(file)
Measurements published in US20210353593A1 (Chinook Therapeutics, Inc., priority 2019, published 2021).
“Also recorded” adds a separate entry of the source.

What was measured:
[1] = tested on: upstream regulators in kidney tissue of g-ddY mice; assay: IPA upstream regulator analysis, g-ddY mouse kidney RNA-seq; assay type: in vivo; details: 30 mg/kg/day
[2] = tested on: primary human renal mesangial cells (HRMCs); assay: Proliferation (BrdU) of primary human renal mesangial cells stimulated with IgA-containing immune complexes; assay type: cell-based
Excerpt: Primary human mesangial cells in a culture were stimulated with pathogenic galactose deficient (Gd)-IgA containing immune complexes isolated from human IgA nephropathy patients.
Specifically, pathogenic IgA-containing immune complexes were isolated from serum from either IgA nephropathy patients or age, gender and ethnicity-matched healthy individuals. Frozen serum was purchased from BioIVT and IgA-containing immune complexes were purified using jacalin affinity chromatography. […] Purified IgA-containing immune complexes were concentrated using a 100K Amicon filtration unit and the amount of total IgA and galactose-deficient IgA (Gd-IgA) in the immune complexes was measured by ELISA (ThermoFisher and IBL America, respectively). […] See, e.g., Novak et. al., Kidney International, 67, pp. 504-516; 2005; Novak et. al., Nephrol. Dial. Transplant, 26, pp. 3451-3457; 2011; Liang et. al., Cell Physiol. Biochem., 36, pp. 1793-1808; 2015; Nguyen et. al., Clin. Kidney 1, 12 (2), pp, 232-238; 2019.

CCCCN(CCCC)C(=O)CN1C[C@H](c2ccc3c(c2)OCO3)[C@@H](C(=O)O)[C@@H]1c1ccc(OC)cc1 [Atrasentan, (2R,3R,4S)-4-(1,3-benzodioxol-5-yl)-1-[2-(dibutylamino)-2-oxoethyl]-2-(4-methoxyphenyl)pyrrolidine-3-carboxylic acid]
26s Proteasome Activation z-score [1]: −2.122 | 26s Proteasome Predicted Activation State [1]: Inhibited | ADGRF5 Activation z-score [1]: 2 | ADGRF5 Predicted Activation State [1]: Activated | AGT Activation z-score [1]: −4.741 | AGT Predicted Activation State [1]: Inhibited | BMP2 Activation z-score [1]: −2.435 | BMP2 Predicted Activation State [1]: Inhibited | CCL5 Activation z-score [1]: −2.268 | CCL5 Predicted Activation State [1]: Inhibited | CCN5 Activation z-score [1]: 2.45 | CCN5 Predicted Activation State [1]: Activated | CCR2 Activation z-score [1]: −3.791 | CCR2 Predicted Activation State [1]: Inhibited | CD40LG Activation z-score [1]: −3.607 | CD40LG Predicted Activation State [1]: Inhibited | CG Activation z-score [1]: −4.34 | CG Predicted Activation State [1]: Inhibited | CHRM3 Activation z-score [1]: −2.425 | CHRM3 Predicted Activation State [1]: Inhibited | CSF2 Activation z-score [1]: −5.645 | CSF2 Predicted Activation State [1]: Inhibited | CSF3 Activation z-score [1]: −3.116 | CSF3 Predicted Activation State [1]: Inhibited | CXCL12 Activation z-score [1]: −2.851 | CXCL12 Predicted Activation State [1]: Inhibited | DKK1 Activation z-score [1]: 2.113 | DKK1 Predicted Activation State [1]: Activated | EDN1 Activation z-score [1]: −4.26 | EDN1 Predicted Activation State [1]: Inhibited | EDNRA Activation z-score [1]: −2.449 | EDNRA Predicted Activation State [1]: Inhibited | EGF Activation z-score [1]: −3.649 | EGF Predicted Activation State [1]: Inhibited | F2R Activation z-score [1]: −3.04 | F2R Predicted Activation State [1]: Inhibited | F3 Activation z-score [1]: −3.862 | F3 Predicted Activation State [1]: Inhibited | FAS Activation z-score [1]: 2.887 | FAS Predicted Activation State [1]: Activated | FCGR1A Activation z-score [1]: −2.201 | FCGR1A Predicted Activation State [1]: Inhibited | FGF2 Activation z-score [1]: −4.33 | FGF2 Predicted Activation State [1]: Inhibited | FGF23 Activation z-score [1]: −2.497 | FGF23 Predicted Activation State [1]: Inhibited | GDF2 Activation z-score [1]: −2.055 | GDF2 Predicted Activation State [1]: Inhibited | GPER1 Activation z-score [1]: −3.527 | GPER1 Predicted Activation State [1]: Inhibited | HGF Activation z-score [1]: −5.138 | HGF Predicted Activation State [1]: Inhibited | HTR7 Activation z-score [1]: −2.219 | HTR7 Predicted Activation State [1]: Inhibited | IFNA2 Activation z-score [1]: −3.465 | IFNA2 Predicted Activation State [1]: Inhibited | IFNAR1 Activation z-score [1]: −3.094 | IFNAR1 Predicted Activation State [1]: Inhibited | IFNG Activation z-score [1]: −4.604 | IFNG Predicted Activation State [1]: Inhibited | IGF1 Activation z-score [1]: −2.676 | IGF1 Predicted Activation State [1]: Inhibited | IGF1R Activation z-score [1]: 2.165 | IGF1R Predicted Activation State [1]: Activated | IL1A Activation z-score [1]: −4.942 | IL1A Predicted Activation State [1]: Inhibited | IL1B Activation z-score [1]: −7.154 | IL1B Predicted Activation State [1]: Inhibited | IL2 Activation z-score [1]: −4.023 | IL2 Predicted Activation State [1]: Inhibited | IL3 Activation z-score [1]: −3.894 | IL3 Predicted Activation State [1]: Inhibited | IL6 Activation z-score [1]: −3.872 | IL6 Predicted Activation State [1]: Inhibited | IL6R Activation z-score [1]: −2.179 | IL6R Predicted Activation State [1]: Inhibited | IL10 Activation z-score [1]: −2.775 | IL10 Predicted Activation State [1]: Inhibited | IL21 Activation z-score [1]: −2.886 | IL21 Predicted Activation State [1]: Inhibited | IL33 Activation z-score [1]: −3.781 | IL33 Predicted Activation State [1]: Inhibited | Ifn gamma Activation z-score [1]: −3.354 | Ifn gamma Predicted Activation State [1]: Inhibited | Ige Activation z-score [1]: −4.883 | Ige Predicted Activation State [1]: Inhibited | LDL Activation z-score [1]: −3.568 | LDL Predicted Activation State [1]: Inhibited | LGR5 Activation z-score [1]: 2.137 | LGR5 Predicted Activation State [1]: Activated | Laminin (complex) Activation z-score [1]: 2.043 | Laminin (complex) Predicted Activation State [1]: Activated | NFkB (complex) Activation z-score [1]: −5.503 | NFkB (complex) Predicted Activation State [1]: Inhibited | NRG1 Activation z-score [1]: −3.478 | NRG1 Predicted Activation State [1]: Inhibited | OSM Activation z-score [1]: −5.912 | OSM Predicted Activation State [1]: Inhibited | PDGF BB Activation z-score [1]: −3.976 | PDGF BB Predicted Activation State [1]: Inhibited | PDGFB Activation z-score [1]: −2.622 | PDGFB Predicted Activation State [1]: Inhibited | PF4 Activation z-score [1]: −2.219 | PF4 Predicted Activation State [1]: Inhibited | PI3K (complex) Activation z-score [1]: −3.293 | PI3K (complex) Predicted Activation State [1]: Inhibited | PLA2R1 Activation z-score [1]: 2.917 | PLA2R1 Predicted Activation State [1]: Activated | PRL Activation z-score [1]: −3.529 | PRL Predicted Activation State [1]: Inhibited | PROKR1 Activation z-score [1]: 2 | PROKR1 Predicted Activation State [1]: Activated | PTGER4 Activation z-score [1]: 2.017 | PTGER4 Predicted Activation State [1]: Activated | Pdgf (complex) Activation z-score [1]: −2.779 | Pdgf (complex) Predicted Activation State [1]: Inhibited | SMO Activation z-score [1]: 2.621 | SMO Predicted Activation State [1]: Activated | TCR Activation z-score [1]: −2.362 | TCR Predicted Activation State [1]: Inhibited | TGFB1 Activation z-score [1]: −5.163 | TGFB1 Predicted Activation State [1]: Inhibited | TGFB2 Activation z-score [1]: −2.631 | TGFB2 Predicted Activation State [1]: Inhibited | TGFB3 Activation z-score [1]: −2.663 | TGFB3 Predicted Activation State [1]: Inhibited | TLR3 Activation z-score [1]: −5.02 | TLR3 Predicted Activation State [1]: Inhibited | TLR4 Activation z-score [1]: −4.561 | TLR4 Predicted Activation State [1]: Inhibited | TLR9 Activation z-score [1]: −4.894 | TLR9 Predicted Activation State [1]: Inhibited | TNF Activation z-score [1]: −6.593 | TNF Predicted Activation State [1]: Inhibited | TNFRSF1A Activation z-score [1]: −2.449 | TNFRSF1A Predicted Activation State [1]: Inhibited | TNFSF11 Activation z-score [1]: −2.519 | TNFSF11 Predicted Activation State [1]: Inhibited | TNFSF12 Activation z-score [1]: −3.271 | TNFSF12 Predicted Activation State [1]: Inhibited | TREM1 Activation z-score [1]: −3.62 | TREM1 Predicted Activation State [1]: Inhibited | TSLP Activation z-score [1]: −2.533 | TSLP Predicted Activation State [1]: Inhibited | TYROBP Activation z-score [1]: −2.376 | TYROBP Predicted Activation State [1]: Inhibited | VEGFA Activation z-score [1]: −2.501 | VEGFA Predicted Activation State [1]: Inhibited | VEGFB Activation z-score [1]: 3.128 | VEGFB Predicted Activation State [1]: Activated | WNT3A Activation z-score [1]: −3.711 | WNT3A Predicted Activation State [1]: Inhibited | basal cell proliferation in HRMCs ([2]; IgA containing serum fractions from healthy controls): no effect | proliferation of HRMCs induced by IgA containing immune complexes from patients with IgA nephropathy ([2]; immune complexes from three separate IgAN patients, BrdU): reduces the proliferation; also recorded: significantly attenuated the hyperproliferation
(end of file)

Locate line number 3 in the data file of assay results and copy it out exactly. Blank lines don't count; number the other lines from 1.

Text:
What was measured: